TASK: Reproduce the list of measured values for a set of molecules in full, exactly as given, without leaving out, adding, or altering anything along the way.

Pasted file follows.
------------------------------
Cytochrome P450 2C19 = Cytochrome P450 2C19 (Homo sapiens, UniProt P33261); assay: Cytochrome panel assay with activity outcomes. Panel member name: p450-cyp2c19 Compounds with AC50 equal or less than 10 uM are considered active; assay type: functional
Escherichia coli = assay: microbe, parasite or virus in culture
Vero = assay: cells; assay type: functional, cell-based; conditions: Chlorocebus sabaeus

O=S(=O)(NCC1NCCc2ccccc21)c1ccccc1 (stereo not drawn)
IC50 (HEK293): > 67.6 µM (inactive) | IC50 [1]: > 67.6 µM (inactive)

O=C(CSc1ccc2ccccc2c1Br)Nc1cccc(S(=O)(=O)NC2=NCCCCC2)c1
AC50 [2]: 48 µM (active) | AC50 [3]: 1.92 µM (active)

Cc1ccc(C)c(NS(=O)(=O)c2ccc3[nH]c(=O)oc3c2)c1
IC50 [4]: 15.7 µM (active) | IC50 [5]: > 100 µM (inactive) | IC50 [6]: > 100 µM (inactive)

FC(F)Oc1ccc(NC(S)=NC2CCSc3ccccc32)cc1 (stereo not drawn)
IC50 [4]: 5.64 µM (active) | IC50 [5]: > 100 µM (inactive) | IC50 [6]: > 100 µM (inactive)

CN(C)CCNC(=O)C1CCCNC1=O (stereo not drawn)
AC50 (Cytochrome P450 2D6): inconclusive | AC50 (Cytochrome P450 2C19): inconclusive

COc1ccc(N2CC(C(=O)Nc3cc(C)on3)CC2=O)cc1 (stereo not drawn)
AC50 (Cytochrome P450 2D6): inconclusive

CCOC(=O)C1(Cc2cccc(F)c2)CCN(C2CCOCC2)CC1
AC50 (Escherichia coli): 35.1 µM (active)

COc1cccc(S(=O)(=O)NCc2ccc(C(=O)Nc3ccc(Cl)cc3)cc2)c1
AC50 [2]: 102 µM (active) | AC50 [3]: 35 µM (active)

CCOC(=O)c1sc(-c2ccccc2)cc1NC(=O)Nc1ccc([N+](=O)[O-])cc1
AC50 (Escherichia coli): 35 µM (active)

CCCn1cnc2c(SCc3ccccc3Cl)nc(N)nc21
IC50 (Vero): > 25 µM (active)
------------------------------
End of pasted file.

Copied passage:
Cytochrome P450 2C19 = Cytochrome P450 2C19 (Homo sapiens, UniProt P33261); assay: Cytochrome panel assay with activity outcomes. Panel member name: p450-cyp2c19 Compounds with AC50 equal or less than 10 uM are considered active; assay type: functional
Escherichia coli = assay: microbe, parasite or virus in culture
Vero = assay: cells; assay type: functional, cell-based; conditions: Chlorocebus sabaeus

O=S(=O)(NCC1NCCc2ccccc21)c1ccccc1 (stereo not drawn)
IC50 (HEK293): > 67.6 µM (inactive) | IC50 [1]: > 67.6 µM (inactive)

O=C(CSc1ccc2ccccc2c1Br)Nc1cccc(S(=O)(=O)NC2=NCCCCC2)c1
AC50 [2]: 48 µM (active) | AC50 [3]: 1.92 µM (active)

Cc1ccc(C)c(NS(=O)(=O)c2ccc3[nH]c(=O)oc3c2)c1
IC50 [4]: 15.7 µM (active) | IC50 [5]: > 100 µM (inactive) | IC50 [6]: > 100 µM (inactive)

FC(F)Oc1ccc(NC(S)=NC2CCSc3ccccc32)cc1 (stereo not drawn)
IC50 [4]: 5.64 µM (active) | IC50 [5]: > 100 µM (inactive) | IC50 [6]: > 100 µM (inactive)

CN(C)CCNC(=O)C1CCCNC1=O (stereo not drawn)
AC50 (Cytochrome P450 2D6): inconclusive | AC50 (Cytochrome P450 2C19): inconclusive

COc1ccc(N2CC(C(=O)Nc3cc(C)on3)CC2=O)cc1 (stereo not drawn)
AC50 (Cytochrome P450 2D6): inconclusive

CCOC(=O)C1(Cc2cccc(F)c2)CCN(C2CCOCC2)CC1
AC50 (Escherichia coli): 35.1 µM (active)

COc1cccc(S(=O)(=O)NCc2ccc(C(=O)Nc3ccc(Cl)cc3)cc2)c1
AC50 [2]: 102 µM (active) | AC50 [3]: 35 µM (active)

CCOC(=O)c1sc(-c2ccccc2)cc1NC(=O)Nc1ccc([N+](=O)[O-])cc1
AC50 (Escherichia coli): 35 µM (active)

CCCn1cnc2c(SCc3ccccc3Cl)nc(N)nc21
IC50 (Vero): > 25 µM (active)